Optimism

Sunday, April 18th, 2021

This week Britain finally began to properly emerge from its long, dark winter of COVID. And I finally got my vaccine appointments!

On Tuesday, vaccinations opened up for everyone over the age of 45. Hooray for being middle aged! Jeremy excitedly sent me the link to the booking site, and I—along with around 4 million other people—immediately logged in and tried to book an appointment. And then I (predictably) spent the rest of the day cursing and refreshing the page and cursing and refreshing the page, trying and failing to get a slot. It was like trying to nab concert tickets back when that was a thing people did. You have to book your first and second shots at the same time, but the few times I was able to find an appointment for the first shot, I would be thwarted by trying to get the second one. I finally gave up, feeling the same despair I felt a few weeks ago when the government announced that all shots for under-50s were being delayed. I felt like Tantalus, with the vaccine and all that it represents dangling right there in front of me but forever just out of reach.

Well, not forever, obviously. But patience is not my strong suit, so it seemed like it would be forever. And when Jeremy pointed out that instead of working myself into a frenzy trying grab an elusive slot on the website, I could just wait to get the text message telling me there were appointments available, I acknowledged his wisdom and sangfroid—and went right back to smashing the refresh button. And on Wednesday, my stubbornness paid off. After hours of only being offered appointments in places 30 miles away, I spotted an appointment at a pharmacy less than a mile from here, and then I miraculously managed to book a second appointment at the Brighton Centre downtown (where Jeremy got his shot). And then I was looking at a blue confirmation screen with the dates of my two shots, and I danced around the house in glee. So as it now stands, I will be fully vaccinated by my birthday, which (purely for symbolic reasons) is exactly what I wanted. Woo and indeed hoo!

In even more happy news, a lot of our lockdown restrictions eased on Monday. Non-essential shops and hairdressers opened again, and caf├ęs, pubs and restaurants are allowed to serve people outdoors. Also, it snowed. Happy spring, happy end of lockdown! It didn’t snow a lot here in Brighton—just a few heavy flurries for 20 minutes or so—and it also didn’t seem to put people off from crowding the terraces of local pubs and waiting in line outside Primark for hours. Jeremy took a quick trip to Lewes that day to drop off his mandolin with a luthier, the first time he’d been beyond the Brighton city limits in over a year. Apparently the outside world is still very much there, and the only remarkable feature of Lewes that day were the long lines outside every barber shop and hair salon.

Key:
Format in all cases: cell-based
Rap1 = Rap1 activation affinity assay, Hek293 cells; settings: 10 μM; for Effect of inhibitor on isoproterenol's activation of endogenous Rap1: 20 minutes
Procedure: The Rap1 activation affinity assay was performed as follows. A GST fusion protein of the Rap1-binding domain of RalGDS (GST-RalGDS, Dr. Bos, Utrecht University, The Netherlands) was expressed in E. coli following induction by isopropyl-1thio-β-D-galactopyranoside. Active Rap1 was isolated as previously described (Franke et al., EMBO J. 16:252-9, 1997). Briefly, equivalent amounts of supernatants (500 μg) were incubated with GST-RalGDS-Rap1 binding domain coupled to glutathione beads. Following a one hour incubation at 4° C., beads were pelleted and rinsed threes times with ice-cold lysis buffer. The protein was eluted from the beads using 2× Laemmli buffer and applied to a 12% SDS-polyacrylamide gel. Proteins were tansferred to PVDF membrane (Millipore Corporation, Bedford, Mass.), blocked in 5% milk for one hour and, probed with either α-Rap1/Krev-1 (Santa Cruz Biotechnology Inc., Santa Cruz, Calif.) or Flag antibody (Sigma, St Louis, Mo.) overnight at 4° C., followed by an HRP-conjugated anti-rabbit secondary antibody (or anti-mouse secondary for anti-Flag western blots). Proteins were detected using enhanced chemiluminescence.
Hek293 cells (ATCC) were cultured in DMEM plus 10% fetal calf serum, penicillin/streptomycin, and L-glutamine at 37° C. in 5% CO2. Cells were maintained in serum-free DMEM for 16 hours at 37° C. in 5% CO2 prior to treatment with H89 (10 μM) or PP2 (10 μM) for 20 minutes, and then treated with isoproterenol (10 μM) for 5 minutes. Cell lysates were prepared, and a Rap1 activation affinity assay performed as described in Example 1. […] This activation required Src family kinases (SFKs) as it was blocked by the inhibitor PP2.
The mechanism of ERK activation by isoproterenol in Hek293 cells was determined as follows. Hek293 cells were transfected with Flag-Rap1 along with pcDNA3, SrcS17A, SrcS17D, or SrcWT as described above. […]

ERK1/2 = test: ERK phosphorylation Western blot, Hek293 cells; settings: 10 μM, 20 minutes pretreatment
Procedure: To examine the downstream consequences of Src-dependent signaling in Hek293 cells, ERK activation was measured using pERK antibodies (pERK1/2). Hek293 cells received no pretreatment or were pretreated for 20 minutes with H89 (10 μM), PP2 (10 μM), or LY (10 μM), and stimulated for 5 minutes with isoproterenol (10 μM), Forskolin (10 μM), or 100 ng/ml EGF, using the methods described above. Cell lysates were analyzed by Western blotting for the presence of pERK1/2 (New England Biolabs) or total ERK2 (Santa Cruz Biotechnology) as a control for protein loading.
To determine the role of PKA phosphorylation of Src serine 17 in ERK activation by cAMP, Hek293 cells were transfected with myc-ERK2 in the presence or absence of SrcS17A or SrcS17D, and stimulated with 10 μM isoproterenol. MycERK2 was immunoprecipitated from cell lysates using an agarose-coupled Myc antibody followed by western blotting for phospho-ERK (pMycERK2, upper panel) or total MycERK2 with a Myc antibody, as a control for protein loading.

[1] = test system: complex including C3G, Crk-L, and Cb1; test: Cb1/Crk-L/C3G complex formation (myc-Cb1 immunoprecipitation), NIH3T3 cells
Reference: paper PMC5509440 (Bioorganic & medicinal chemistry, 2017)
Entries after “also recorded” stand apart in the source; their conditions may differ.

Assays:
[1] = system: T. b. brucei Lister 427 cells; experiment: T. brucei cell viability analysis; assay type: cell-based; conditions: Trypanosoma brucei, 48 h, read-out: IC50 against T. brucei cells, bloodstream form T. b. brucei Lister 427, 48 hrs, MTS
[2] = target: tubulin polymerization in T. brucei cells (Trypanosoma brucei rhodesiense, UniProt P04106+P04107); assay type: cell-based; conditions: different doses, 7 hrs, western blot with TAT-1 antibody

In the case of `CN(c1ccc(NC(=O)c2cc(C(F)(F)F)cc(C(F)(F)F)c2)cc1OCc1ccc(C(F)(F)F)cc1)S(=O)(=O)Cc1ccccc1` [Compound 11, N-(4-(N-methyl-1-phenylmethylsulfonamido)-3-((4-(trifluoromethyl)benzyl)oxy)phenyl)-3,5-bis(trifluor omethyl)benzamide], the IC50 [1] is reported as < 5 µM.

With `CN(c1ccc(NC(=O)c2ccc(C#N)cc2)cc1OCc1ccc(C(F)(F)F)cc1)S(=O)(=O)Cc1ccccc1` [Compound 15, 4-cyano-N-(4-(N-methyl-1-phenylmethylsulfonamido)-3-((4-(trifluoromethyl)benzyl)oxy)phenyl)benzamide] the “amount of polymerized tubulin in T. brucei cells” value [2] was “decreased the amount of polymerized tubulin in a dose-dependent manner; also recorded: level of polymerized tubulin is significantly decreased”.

The weekend before, Jeremy had asked me what I was most looking forward to when lockdown ended, and I said, “Just sitting outside somewhere and having a drink.” And on Tuesday, that’s exactly what we did. We went for lunch at the Open Market, and then we walked to the buzzing North Laine and sat outside Pelicano—where I promptly spilled half my coffee on Jeremy’s leg. Also, it was freezing out. So, not exactly the glorious return to somewhat-normal life that I had visualized, but it was still good to get out of the house and feel like the town had come to life again.

And yesterday, after a hiatus of over four months, we finally got to play with a few of our Irish music acquaintances again. It felt like an eternity since I had packed up my fiddle in its case and taken it anywhere. We certainly didn’t have far to go, just a few minutes’ walk to the nearby community center. I had forgotten how strangely difficult it is to play fiddle while wearing a face mask (because I tend to look at my bow on the strings while I play, but the top of the mask is right in my line of sight), and also how tricky it can be to keep in time and tune when playing with several other people. The acoustics in the community centre are quite echoey, and with five fiddles all going at once, there was a lot of resonant noise bouncing around. It was actually really tiring, but I’m so happy that this bit of normality, too, is coming back. Now we’ll have something to look forward to every other week. And when the weather properly warms up, we can go back to playing outside. And maybe at some point in the not too distant future, there will be a pub session again.

It’s hard to imagine right now—the normality, the ability to go where we want and do what we want, without needing to make a million safety calculations. And I know it’s still a ways off yet, but it feels closer now that it has for a very, very long time. And that optimism makes all the difference.

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